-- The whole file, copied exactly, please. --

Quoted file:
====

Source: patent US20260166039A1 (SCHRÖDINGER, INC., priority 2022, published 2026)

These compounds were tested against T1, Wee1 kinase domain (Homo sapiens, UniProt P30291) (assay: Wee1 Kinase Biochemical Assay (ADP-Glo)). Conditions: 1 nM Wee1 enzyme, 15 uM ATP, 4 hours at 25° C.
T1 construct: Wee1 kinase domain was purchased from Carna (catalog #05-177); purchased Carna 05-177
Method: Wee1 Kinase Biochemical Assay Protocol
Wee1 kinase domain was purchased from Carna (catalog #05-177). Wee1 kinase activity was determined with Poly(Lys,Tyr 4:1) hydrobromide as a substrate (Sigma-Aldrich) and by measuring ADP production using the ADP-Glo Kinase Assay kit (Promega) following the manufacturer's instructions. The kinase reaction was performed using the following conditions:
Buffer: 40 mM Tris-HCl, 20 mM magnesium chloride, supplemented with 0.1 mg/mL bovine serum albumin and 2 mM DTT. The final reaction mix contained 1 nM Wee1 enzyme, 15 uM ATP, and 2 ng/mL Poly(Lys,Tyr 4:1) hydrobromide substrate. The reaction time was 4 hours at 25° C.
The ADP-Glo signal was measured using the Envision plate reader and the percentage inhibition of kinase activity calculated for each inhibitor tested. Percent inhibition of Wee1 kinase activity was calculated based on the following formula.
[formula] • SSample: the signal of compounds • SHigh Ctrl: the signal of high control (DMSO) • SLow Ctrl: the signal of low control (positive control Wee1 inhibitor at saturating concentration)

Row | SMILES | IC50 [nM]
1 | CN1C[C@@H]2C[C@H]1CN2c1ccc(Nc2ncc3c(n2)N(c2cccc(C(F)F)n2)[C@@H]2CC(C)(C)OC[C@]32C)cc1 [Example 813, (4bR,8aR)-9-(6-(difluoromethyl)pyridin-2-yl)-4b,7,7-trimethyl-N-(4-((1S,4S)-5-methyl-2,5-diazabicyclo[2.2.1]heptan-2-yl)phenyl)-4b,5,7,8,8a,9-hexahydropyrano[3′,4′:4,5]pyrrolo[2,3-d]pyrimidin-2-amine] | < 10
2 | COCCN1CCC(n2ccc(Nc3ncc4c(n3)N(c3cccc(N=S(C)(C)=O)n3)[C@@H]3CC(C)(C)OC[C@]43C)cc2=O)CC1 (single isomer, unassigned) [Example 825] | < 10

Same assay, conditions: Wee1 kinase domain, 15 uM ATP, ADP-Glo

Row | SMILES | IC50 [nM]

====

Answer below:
Source: patent US20260166039A1 (SCHRÖDINGER, INC., priority 2022, published 2026)

These compounds were tested against T1, Wee1 kinase domain (Homo sapiens, UniProt P30291) (assay: Wee1 Kinase Biochemical Assay (ADP-Glo)). Conditions: 1 nM Wee1 enzyme, 15 uM ATP, 4 hours at 25° C.
T1 construct: Wee1 kinase domain was purchased from Carna (catalog #05-177); purchased Carna 05-177
Method: Wee1 Kinase Biochemical Assay Protocol
Wee1 kinase domain was purchased from Carna (catalog #05-177). Wee1 kinase activity was determined with Poly(Lys,Tyr 4:1) hydrobromide as a substrate (Sigma-Aldrich) and by measuring ADP production using the ADP-Glo Kinase Assay kit (Promega) following the manufacturer's instructions. The kinase reaction was performed using the following conditions:
Buffer: 40 mM Tris-HCl, 20 mM magnesium chloride, supplemented with 0.1 mg/mL bovine serum albumin and 2 mM DTT. The final reaction mix contained 1 nM Wee1 enzyme, 15 uM ATP, and 2 ng/mL Poly(Lys,Tyr 4:1) hydrobromide substrate. The reaction time was 4 hours at 25° C.
The ADP-Glo signal was measured using the Envision plate reader and the percentage inhibition of kinase activity calculated for each inhibitor tested. Percent inhibition of Wee1 kinase activity was calculated based on the following formula.
[formula] • SSample: the signal of compounds • SHigh Ctrl: the signal of high control (DMSO) • SLow Ctrl: the signal of low control (positive control Wee1 inhibitor at saturating concentration)

Row | SMILES | IC50 [nM]
1 | CN1C[C@@H]2C[C@H]1CN2c1ccc(Nc2ncc3c(n2)N(c2cccc(C(F)F)n2)[C@@H]2CC(C)(C)OC[C@]32C)cc1 [Example 813, (4bR,8aR)-9-(6-(difluoromethyl)pyridin-2-yl)-4b,7,7-trimethyl-N-(4-((1S,4S)-5-methyl-2,5-diazabicyclo[2.2.1]heptan-2-yl)phenyl)-4b,5,7,8,8a,9-hexahydropyrano[3′,4′:4,5]pyrrolo[2,3-d]pyrimidin-2-amine] | < 10
2 | COCCN1CCC(n2ccc(Nc3ncc4c(n3)N(c3cccc(N=S(C)(C)=O)n3)[C@@H]3CC(C)(C)OC[C@]43C)cc2=O)CC1 (single isomer, unassigned) [Example 825] | < 10

Same assay, conditions: Wee1 kinase domain, 15 uM ATP, ADP-Glo

Row | SMILES | IC50 [nM]